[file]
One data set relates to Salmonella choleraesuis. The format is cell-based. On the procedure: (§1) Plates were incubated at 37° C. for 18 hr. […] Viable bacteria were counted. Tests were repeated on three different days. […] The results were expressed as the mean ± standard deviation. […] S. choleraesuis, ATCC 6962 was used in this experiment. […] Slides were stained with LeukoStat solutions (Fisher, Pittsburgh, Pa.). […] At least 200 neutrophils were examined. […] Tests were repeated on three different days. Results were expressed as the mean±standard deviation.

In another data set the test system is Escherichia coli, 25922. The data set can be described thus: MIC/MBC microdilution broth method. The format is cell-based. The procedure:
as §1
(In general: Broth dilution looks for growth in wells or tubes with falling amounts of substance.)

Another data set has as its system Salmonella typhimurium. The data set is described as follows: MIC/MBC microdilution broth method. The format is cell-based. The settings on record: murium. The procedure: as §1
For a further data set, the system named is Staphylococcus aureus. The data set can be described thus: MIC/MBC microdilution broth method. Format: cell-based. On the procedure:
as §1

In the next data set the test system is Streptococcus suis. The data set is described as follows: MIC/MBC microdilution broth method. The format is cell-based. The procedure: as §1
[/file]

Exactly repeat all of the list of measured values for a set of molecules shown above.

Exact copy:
One data set relates to Salmonella choleraesuis. The format is cell-based. On the procedure: (§1) Plates were incubated at 37° C. for 18 hr. […] Viable bacteria were counted. Tests were repeated on three different days. […] The results were expressed as the mean ± standard deviation. […] S. choleraesuis, ATCC 6962 was used in this experiment. […] Slides were stained with LeukoStat solutions (Fisher, Pittsburgh, Pa.). […] At least 200 neutrophils were examined. […] Tests were repeated on three different days. Results were expressed as the mean±standard deviation.

In another data set the test system is Escherichia coli, 25922. The data set can be described thus: MIC/MBC microdilution broth method. The format is cell-based. The procedure:
as §1
(In general: Broth dilution looks for growth in wells or tubes with falling amounts of substance.)

Another data set has as its system Salmonella typhimurium. The data set is described as follows: MIC/MBC microdilution broth method. The format is cell-based. The settings on record: murium. The procedure: as §1
For a further data set, the system named is Staphylococcus aureus. The data set can be described thus: MIC/MBC microdilution broth method. Format: cell-based. On the procedure:
as §1

In the next data set the test system is Streptococcus suis. The data set is described as follows: MIC/MBC microdilution broth method. The format is cell-based. The procedure: as §1